The Daily NK reported this week that said North Korea is planning to install a 5G wireless network along its northern border with China. The network will link security cameras and aid the authorities in their monitoring of the border.
The information comes from an unnamed source in the country, who said that installation of the camera network has already begun. “North Korean authorities installed new surveillance cameras near the Yalu River in Sinuiju last month,” it said, adding the cameras were installed every 100 meters.
We’ve seen a steady build-up of security along the northern border in the last few months. Reports from inside the country — many from Daily NK — have spoken of Kim Jong Un’s desire to strengthen border control to clamp down on illegal border crossings and smuggling and satellite imagery of the region backs this up. A second border fence is already visible along long stretches of the border.
So the addition of security cameras isn’t a surprise. But is the network based on 5G wireless technology?
Wired vs Wireless
Using wireless network simplifies installation as cameras just need to be installed, switched on and they should be immediately available. Wired cameras require cabling running to each camera along the length of the border network, which takes more time and requires the cable. But a wired network has some advantages: it’s more secure, supports faster data speeds and is less likely to suffer from jamming or interference.
If North Korea went the wireless route, its existing commercial cellular network isn’t up to the job. It’s based on 3G technology that’s over a decade old and can transmit data at a few hundred kilobits per second — about a tenth that of the speed needed for a high-definition video signal.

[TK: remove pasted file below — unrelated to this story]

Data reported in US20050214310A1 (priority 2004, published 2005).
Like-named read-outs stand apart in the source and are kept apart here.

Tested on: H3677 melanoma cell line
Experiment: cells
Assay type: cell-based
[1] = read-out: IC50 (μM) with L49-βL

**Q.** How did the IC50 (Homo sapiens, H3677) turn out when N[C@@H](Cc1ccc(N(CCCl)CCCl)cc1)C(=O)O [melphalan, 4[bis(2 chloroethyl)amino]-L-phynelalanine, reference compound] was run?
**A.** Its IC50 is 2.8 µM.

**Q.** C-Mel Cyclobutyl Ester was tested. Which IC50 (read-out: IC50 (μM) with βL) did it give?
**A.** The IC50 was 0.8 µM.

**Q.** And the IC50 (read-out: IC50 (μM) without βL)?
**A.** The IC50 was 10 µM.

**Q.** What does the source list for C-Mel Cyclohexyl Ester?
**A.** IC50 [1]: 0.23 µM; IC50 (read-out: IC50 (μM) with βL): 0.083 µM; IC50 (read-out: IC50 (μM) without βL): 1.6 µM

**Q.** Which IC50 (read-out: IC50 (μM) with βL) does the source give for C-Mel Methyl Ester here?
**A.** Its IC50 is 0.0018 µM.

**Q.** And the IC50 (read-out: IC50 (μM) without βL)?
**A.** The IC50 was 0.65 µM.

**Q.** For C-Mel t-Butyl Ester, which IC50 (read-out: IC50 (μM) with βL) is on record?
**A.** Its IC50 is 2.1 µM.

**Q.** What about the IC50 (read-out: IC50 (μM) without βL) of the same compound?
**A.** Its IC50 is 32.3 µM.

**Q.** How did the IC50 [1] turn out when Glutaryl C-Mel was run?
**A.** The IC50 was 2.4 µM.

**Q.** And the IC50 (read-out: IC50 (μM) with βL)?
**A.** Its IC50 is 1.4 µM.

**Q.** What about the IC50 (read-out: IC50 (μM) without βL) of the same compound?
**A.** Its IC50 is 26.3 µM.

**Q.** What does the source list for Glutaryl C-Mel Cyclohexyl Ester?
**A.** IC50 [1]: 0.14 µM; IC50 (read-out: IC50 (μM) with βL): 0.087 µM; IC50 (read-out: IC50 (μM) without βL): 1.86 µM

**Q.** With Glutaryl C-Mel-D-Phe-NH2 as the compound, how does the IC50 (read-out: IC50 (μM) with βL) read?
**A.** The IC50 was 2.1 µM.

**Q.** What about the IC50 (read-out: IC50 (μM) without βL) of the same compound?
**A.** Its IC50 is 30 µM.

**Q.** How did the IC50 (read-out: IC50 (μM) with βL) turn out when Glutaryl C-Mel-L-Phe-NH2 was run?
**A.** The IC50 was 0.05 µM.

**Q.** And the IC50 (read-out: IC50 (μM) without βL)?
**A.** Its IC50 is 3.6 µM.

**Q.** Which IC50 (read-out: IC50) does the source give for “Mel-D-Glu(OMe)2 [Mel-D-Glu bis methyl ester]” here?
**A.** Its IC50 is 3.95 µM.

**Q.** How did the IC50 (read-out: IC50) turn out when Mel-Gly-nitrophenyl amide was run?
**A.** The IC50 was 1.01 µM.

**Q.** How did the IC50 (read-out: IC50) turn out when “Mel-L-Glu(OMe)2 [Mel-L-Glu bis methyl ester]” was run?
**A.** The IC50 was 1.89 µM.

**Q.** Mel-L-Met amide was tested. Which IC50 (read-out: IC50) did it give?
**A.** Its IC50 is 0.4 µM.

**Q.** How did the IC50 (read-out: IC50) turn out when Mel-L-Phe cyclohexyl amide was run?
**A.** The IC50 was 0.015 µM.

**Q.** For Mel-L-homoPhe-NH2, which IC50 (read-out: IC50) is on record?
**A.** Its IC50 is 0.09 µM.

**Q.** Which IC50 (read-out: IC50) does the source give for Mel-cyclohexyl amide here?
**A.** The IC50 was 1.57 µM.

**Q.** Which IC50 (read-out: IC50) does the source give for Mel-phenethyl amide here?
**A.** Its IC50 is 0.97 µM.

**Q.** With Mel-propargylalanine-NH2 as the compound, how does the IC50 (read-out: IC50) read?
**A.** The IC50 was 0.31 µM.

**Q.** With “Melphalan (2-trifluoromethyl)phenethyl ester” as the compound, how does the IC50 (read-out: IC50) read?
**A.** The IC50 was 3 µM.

So it would have needed to buy new equipment.
The Daily NK report said that North Korean began acquiring 5G equipment in 2019 when China was building a 5G network along the border. That matches up with the timeline of the commercial 5G roll-out in China, but also catapults North Korea from lagging to cutting-edge wireless technology.
If North Korea jumped to 5G for the border network, it was a significant investment unless it received a discount from the Chinese government. Two of the world’s largest 5G network equipment makers, Huawei and ZTE, are Chinese companies.
Daily NK said the cameras can be monitored in Pyongyang. That almost certainly relies on the wireless signal being received locally in Sinuiju and transmitted to the capital on the country’s nationwide fiber-optic network. I suspect a local monitoring station keeps watch on the border and the link to Pyongyang allows officials there to drop in and monitor cameras when required.
If you’re a North Korean trying to make it across the border to China, the technology connecting up the cameras doesn’t matter as much as the existence of the cameras. Security cameras can keep watch 24 hours a day and if they’re tied to digital monitoring systems — as they almost certainly area — they will automatically alert when a person is detected.
Escapees, traders and brokers can bride security guards but not the cameras which will alert and record movement along the border to the permanent record. And even if a camera operator looks the other way, the remote link to Pyongyang means they can never be sure if someone else is monitoring the footage and their actions.
Their appearance is another worrying sign that border control is getting much stricter